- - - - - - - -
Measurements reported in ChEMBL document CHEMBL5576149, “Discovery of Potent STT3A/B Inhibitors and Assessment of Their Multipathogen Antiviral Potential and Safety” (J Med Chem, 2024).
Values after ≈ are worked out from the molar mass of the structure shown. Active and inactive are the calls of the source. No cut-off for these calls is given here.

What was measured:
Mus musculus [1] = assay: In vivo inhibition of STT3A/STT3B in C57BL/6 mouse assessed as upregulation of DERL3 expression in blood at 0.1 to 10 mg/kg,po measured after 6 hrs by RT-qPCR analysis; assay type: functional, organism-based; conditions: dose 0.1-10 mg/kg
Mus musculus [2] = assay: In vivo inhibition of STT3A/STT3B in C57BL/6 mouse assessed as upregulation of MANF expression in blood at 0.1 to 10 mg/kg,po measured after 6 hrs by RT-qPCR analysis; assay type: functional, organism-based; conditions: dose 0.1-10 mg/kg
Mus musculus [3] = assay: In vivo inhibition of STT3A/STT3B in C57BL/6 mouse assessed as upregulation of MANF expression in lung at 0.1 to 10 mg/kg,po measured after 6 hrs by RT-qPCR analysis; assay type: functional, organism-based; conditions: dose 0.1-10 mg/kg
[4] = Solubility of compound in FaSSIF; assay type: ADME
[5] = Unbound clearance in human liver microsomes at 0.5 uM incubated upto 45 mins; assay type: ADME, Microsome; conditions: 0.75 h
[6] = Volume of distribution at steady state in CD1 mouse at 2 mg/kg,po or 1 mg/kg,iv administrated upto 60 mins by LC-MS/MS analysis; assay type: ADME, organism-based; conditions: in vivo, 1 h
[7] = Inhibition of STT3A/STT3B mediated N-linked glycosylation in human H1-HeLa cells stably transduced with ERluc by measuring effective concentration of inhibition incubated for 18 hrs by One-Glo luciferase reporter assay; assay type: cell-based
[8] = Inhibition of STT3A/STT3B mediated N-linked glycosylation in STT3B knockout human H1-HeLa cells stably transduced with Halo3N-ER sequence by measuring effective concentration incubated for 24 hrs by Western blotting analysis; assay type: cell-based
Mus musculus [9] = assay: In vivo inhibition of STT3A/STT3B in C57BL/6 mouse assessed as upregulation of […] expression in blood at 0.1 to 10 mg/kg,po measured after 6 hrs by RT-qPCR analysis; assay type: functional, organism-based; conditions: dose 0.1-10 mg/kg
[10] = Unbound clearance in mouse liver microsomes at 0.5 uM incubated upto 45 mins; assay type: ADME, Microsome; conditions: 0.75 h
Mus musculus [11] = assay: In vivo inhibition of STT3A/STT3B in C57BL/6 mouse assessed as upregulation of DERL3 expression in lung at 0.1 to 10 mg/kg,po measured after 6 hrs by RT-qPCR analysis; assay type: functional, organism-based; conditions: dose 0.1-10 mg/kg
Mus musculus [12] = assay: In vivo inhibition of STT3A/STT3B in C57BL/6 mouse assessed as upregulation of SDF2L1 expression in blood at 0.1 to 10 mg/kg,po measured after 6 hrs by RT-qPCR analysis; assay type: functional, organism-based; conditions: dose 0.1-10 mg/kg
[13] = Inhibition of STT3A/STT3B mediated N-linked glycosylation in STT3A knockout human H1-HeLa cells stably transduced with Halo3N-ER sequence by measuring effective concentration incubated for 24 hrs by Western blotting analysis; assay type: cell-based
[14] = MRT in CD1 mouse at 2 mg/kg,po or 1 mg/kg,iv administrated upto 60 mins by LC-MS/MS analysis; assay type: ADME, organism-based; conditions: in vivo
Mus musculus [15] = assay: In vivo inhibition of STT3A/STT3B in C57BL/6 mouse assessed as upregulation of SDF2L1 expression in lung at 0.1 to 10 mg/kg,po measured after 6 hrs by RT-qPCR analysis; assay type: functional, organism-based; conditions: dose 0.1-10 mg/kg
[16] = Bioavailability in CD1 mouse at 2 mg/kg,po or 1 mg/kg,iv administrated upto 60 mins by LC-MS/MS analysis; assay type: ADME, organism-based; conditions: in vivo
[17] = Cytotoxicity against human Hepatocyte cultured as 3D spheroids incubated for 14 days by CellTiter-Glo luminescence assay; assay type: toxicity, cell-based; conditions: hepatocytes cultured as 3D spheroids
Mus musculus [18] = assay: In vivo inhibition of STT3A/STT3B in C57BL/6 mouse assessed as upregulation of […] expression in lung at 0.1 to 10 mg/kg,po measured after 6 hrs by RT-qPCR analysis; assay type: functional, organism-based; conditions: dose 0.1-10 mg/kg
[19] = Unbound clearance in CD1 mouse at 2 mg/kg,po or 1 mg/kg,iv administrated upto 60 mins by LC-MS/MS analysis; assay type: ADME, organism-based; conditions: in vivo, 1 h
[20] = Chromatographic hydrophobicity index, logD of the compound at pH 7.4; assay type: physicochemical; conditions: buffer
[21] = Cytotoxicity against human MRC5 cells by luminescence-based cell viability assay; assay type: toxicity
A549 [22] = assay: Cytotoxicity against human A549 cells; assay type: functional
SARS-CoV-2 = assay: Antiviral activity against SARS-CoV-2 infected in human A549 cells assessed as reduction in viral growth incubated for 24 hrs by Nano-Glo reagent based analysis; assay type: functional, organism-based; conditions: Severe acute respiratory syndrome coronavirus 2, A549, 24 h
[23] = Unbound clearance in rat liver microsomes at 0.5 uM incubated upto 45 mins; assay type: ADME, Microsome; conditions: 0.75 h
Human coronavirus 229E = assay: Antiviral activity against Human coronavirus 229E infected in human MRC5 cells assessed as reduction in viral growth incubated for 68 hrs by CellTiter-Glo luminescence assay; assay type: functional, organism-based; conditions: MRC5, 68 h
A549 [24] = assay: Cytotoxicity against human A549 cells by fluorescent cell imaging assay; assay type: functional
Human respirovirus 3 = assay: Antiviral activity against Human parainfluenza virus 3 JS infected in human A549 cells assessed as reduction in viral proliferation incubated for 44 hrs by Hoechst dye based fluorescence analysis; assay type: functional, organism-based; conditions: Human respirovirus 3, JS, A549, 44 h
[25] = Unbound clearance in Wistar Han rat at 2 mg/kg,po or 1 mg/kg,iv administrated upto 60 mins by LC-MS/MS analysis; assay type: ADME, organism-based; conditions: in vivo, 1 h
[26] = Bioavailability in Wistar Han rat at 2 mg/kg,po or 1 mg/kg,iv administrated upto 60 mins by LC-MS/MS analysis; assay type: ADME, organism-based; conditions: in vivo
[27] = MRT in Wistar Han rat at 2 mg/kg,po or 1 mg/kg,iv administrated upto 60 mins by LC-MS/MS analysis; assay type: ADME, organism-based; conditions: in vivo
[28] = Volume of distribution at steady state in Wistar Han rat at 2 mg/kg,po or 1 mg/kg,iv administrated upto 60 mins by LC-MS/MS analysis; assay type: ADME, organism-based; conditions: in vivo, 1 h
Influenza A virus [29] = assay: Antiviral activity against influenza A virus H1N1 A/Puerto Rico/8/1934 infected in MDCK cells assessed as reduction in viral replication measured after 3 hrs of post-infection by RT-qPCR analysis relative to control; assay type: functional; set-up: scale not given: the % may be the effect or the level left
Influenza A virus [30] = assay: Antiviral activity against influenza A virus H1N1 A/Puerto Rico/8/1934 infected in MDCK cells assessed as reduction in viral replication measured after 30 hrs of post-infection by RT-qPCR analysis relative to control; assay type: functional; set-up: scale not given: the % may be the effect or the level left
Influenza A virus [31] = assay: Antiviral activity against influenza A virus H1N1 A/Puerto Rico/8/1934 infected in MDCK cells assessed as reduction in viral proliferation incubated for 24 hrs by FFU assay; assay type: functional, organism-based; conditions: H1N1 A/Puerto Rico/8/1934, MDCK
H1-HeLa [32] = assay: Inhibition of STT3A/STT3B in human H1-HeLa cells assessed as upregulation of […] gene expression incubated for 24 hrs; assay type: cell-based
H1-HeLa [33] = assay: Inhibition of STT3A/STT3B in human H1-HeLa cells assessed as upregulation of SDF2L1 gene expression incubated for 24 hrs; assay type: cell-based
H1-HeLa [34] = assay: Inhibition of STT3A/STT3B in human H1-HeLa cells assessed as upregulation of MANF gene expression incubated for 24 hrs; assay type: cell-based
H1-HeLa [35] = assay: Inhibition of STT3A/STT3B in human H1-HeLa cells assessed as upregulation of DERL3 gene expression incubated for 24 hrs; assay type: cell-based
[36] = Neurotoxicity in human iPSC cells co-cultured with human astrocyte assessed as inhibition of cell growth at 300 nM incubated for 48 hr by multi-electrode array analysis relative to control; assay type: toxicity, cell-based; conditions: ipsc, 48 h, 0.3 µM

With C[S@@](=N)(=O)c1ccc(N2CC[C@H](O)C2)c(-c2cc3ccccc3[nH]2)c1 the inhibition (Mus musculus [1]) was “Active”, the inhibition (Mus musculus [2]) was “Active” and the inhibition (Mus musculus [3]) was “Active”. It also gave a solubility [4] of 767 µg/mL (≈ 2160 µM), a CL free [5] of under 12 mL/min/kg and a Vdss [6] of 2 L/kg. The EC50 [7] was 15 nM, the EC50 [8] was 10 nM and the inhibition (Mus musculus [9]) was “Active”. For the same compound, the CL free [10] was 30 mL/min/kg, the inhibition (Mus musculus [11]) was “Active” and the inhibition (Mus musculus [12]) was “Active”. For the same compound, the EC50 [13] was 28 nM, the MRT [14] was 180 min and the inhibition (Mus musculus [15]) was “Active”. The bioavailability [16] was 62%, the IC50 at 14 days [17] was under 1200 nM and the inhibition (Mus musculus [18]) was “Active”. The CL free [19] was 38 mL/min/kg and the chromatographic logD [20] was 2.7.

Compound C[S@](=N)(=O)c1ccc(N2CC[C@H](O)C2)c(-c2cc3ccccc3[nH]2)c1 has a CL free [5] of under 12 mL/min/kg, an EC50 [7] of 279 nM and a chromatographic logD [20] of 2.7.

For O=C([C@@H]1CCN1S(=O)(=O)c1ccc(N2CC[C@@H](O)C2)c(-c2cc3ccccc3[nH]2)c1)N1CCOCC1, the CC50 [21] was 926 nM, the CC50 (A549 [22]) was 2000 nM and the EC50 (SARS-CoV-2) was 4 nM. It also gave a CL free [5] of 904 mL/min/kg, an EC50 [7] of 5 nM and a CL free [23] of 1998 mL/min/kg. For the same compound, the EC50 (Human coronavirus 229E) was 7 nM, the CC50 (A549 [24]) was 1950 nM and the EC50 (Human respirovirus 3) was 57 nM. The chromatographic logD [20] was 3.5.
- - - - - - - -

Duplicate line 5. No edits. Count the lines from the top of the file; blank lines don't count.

Mus musculus [2] = assay: In vivo inhibition of STT3A/STT3B in C57BL/6 mouse assessed as upregulation of MANF expression in blood at 0.1 to 10 mg/kg,po measured after 6 hrs by RT-qPCR analysis; assay type: functional, organism-based; conditions: dose 0.1-10 mg/kg